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Lebanon: Aoun-Berri Dispute Threatens Feeble Agreement over Electoral Law | ASHARQ AL-AWSAT English Archive 2005 -2017
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Lebanon’s Prime Minister Saad al-Hariri, parliamentary speaker Nabih Berri, President Michel Aoun and former Prime Minister Tammam Salam attend a military parade to celebrate the 73rd anniversary of Lebanon’s independence in downtown Beirut, Lebanon November 22, 2016 (REUTERS/Mohamed Azakir)

Beirut – A new dispute between Lebanese President Michel Aoun and Speaker Nabih Berri is threatening a feeble agreement over a new electoral law based on the proportional system, which divides the country into 15 electoral constituencies.

While the two officials have stressed that there was no rift between them, statements made by Berri during a rare news conference on Monday in Ain al-Tineh have highlighted a disagreement over constitutional matters.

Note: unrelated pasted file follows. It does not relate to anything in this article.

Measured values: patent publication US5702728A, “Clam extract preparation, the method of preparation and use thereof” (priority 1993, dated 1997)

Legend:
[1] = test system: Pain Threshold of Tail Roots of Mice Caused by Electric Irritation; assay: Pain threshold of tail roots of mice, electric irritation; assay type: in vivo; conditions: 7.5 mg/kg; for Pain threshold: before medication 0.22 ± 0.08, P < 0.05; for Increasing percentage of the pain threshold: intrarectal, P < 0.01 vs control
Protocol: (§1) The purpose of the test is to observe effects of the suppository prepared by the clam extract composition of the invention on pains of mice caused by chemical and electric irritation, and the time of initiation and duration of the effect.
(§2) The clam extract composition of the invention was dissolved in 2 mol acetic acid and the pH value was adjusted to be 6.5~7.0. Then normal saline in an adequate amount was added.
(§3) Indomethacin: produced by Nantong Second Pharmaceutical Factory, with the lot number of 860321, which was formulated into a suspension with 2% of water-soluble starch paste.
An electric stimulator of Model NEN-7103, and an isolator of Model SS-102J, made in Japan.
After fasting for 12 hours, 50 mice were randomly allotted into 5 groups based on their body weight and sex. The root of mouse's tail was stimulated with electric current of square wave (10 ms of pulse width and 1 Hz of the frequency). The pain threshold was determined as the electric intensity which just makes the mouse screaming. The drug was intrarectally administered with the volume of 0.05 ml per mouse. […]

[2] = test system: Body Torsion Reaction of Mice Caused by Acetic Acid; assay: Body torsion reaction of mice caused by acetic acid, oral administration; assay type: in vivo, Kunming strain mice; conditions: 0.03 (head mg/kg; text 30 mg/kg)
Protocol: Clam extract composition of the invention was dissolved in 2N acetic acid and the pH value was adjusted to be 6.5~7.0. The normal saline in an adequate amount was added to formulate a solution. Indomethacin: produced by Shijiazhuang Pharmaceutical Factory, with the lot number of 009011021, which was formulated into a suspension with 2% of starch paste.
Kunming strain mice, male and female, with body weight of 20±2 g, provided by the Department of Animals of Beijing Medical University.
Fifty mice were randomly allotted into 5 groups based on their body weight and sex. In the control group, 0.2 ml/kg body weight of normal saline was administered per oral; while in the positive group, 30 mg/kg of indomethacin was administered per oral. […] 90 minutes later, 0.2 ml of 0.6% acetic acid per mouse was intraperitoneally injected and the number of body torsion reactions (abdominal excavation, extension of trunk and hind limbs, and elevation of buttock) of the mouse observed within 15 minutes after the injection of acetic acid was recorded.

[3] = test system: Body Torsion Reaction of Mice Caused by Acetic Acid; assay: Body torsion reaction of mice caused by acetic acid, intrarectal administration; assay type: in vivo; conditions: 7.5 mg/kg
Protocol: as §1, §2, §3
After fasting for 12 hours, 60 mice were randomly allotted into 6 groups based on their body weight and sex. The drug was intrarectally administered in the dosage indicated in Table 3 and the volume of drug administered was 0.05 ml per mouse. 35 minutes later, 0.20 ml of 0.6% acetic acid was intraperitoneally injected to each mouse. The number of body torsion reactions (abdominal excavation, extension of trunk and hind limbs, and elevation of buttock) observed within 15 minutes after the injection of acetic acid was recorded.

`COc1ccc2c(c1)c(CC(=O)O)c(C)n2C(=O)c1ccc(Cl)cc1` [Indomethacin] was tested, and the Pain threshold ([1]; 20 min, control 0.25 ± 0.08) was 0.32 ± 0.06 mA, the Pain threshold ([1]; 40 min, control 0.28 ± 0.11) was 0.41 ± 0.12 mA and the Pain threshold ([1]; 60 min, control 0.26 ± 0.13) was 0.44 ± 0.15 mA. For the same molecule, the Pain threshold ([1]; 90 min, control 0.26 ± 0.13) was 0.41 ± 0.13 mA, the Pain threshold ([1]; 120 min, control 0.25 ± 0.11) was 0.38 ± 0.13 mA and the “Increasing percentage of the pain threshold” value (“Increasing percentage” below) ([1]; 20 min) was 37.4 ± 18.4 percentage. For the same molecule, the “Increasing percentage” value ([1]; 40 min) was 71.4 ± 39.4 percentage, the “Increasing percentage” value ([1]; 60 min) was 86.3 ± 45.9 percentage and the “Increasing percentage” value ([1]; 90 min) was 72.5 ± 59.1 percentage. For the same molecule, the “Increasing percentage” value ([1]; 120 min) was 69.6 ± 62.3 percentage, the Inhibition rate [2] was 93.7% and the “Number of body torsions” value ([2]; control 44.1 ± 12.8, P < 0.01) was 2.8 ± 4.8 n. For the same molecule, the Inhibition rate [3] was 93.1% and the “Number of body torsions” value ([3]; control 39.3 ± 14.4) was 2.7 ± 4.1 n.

Parliament convenes in two ordinary cycles from mid-March till the end of May and from mid-October through the end of December, according to the Lebanese Constitution.

Parliament’s ordinary cycle ends on Tuesday and the deputies cannot therefore convene to pass laws unless the president and the prime minister agree to open an extraordinary parliamentary cycle.

Berri said on Monday that Parliament could extend its regular sessions beyond May 31 after Aoun suspended sessions for one month.

He added: “Parliament has the right to continue its cycle after its suspension as normal.”

According to Article 59 of the Constitution, the “president may postpone the Parliament’s meeting for a period not exceeding one month, but he may not do so twice during the same [parliamentary] session.”

Berri stressed that he would seek to agree with Aoun on the timing of the next parliamentary session, stressing that there was no rift with the president.

In remarks to Asharq Al-Awsat newspaper, sources in the Free Patriotic Movement (FPM) said that Aoun was linking the opening of an extraordinary cycle to an agreement over a new voting law.

The sources added that the president was confident that a new law would be drafted before the end of Parliament’s term on June 20.

“The president is exerting pressure to draft a new electoral law,” the sources noted, stressing that no political party or leader, including Berri, wanted to see parliamentary vacuum taking place in the country.